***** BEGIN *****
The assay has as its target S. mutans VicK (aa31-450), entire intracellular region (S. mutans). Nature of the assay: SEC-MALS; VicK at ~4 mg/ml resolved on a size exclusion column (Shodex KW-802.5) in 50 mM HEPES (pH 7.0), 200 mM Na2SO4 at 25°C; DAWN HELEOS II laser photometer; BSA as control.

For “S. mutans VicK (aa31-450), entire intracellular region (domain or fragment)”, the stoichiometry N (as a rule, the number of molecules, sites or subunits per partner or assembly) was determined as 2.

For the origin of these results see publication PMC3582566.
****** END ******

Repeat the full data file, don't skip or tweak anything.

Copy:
The assay has as its target S. mutans VicK (aa31-450), entire intracellular region (S. mutans). Nature of the assay: SEC-MALS; VicK at ~4 mg/ml resolved on a size exclusion column (Shodex KW-802.5) in 50 mM HEPES (pH 7.0), 200 mM Na2SO4 at 25°C; DAWN HELEOS II laser photometer; BSA as control.

For “S. mutans VicK (aa31-450), entire intracellular region (domain or fragment)”, the stoichiometry N (as a rule, the number of molecules, sites or subunits per partner or assembly) was determined as 2.

For the origin of these results see publication PMC3582566.